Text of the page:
Lawmakers unify against Carolina Water discharge into Saluda River

Saluda River in West Columbia.

Lawmakers unified Monday at a press conference to oppose the renewing of a permit for Carolina Water Service.

The company is in the middle of a DHEC permitting process that would allow for the discharge of waste into the Lower Saluda River, that flows through West Columbia, and down stream into the Congaree River, in Cayce.

Regardless of political party, the message is the same. Sen. Nikki Setzler (D-West Columbia) and Rep. Rick Quinn (R-Lexington) made it clear that dumping waste into the Saluda River will not be tolerated. Their news conference was held on the bank of the river.

“I’m tired of out-of-state companies treating South Carolina as a dumping ground,” said Rep. Rick Quinn of Lexington. “This is a systemic problem that must be fixed.”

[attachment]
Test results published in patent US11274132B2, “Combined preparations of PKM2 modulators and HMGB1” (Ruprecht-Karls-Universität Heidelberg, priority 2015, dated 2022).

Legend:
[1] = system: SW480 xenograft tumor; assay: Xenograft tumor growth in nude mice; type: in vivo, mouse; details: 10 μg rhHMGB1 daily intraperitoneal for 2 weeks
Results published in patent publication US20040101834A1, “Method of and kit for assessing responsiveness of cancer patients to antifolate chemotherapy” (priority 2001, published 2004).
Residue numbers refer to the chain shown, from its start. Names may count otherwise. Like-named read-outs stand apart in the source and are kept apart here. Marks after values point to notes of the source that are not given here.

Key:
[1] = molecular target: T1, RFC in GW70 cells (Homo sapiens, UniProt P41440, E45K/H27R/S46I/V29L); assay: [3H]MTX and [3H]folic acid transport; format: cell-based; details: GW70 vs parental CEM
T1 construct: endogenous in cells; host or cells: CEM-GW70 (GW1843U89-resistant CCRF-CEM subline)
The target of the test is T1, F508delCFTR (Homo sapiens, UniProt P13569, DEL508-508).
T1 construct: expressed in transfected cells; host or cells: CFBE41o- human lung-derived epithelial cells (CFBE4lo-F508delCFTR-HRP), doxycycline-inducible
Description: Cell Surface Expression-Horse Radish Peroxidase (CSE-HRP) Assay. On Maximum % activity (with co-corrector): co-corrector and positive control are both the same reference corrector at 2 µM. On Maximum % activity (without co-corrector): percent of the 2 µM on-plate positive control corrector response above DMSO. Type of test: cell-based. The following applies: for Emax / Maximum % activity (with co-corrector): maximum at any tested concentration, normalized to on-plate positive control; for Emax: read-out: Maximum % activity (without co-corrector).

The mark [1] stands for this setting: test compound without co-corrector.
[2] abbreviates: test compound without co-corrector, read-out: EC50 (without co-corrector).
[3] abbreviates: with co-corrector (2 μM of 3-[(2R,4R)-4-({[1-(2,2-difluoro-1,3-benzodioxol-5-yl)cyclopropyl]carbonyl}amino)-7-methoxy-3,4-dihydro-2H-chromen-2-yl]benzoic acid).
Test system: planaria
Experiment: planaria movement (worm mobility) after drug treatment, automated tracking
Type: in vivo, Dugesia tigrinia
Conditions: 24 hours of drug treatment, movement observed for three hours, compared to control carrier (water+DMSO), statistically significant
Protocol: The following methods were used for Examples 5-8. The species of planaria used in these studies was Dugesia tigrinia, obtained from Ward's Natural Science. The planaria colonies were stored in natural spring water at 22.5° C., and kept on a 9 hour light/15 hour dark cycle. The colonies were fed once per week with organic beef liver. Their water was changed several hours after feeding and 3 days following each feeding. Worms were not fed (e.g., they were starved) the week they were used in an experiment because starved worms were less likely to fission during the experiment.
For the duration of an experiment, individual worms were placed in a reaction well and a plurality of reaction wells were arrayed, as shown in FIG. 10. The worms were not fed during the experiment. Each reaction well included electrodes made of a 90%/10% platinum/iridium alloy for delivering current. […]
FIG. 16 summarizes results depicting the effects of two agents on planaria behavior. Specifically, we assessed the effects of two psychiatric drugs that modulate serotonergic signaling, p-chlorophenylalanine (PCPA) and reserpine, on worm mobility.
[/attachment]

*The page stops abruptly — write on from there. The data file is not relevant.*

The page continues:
Quinn said if DHEC does not stop Carolina Water Service (CWS) the legislature will have to take up the issue to stop it. The press conference was held on the riverbank of the Saluda.

The South Carolina Department of Health and Environmental Control (DHEC) oversees the permitting process for the embattled water company.

Carolina Water Service has had 20 violations in the past five years, according to Quinn.

The company is dumping wastewater into the Lower Saluda River near I-20, and it has not been required to connect to the regional water system for 16 years.

Residents of the Quail Hollow neighborhood in West Columbia were present during a DHEC hearing on Aug. 27, meeting to protest a permit for CWS. Quail Hollow borders the river. That hearing drew 250, most opposing a new CWS permit.

Environmental watchdogs, including leaders at The Congaree Riverkeeper, have said the sewage discharges into the Lower Saluda river have contaminated the water quality and  damaged the aquatic environment and added to the level of fecal bacteria in the river.

DHEC officials have said if the permit is denied, there needs to be a plan to manage wastewater from the 2,100 CWS customers.

There could be a decision from DHEC on the permit in the next week.

Other legislators, besides Quinn, said they are prepared to take action to stop the CWS discharge into the river if DHEC does not.

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